Grievances are internal complaints received directly by health insurance plans. In four states health insurance plans are required to regularly report grievance data to insurance regulatory agencies, with five states specifying the format for collection of grievance data. However there is no consistency in grievance data collection requirements across the states. Publication of grievance data is limited, with only New York publishing grievance data in its annual consumer guide, while Oregon makes grievance data available on its web site.
There is a hierarchy of complaints handling, with state regulators seeing only the tip of the iceberg in consumer complaints. A Californian survey found that 37% of people with a complaint called their health plan, but only 4% contacted a state or local agency for assistance. Across three states for which data were available, the volume of grievances received directly by plans was about seven to eight times greater than the volume of complaints received by state insurance regulatory agencies. While 17% of people contact their employer about health insurance problems, the three major employers studied did not maintain detailed complaints records for systemic analysis.
The level of complaints about managed care plans relative to indemnity insurance varies across the states, being lower in Oregon, higher or the same in New York depending upon the for-profit status of indemnity plans and essentially equivalent in Vermont. Hence, in these three states evidence for the managed care backlash, as measured by consumer complaints, is decidedly mixed.
Some data on complaint categories relevant to understanding patient protection issues are available in California, Maryland, Oregon and Texas. Of particular interest is the rate at which grievances are overturned in favor of consumers. In Oregon the best outcome for consumers was for grievances relating to emergency services (71% overturned) and the worst outcome was for grievances about access (only 1% overturned). In Maryland the best outcome for consumers was for grievances relating to pharmacy services (85% overturned) and the worst outcome was for grievances relating to mental health (only 28% overturned).
Policy Implications and Recommendations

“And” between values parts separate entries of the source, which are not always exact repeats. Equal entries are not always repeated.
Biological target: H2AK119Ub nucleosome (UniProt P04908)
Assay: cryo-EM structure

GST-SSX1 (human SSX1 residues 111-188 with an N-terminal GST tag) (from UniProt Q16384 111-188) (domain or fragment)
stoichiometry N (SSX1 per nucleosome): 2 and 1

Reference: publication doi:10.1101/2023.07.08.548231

The multiplicity of agencies involved in oversight of health insurance complaints makes it difficult to develop a comprehensive picture of how well insurance plans are performing on consumer complaints. However, the pursuit of uniform models of health insurance complaints management is not recommended at this time. Instead, it is recommended that strategies be developed which clarify responsibility, facilitate communication and enhance the knowledge and experience of regulators in complaints management. Strategies which have been identified at state level include the use of a Memorandum of Understanding to clarify responsibility where there is shared authority, periodic meetings of federal and state regulators and the development of a single entry point for consumer complaints about health insurance.
Independent ombudsman or consumer assistance programs are essential in ensuring accountability of state insurance regulatory agencies and in providing an alternative, more approachable forum for consumer complaints. They can also play a vital role in resolution of consumer complaints through mediation and in undertaking systemic advocacy based on complaints analysis. The independence and accountability of ombudsman programs needs to be fostered through statutory authority, dedicated funding and a requirement for reporting to the legislature and general public.
Comparative complaints and grievance data should be more widely publicly available to enhance the accountability of health insurance plans to all stakeholders including consumers, employers, purchasers, policy-makers, legislators and regulators. Complaints report cards can be improved through design features including: the presentation of complaints data as part of a suite of performance measures and in conjunction with contextual information on the health insurance market; the incorporation of consumer-friendly performance measures and presentation formats such as grades and simple graphical formats; and the use of decision-support methods and expert global advice.
Grievance data provide a potentially rich source of information in understanding the implementation of patient protections. Analysis of grievance data, including the rate at which grievances are reversed in favor of consumers, can be used to identify areas where public education may be required, new legislative protections may be needed or improvements in monitoring health insurance plan performance may be warranted. However variations across states in how complaints are measured, the legislative environment and the complaints handling system mean that these analyses are likely to be of most value to regulators within states, rather than in developing a national picture. It is recommended that regulators design reporting frameworks for grievances which closely match the patient protections in the relevant jurisdiction and that grievance data are subject to audit to ensure validity.